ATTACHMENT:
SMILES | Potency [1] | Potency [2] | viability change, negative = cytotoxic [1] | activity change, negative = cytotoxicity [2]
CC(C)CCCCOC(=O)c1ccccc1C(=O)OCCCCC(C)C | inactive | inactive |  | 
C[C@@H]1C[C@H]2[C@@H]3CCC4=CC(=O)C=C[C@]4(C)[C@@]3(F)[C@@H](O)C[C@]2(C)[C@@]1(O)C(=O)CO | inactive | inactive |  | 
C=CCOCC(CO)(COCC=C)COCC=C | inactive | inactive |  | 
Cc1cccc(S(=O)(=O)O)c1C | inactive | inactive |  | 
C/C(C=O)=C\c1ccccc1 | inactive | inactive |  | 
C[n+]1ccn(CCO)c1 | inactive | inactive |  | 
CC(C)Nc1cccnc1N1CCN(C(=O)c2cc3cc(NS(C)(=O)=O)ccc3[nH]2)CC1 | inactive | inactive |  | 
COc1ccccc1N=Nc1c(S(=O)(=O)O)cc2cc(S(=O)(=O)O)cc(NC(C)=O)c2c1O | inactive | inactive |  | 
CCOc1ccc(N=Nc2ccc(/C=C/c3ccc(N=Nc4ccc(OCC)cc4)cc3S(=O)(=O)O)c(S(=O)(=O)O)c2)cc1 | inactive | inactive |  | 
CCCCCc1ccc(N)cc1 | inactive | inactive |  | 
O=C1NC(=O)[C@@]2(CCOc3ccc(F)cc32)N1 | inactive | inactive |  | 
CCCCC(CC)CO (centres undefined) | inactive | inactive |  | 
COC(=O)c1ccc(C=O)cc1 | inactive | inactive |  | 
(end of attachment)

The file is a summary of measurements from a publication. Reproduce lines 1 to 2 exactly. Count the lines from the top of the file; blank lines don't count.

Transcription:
SMILES | Potency [1] | Potency [2] | viability change, negative = cytotoxic [1] | activity change, negative = cytotoxicity [2]
CC(C)CCCCOC(=O)c1ccccc1C(=O)OCCCCC(C)C | inactive | inactive |  | 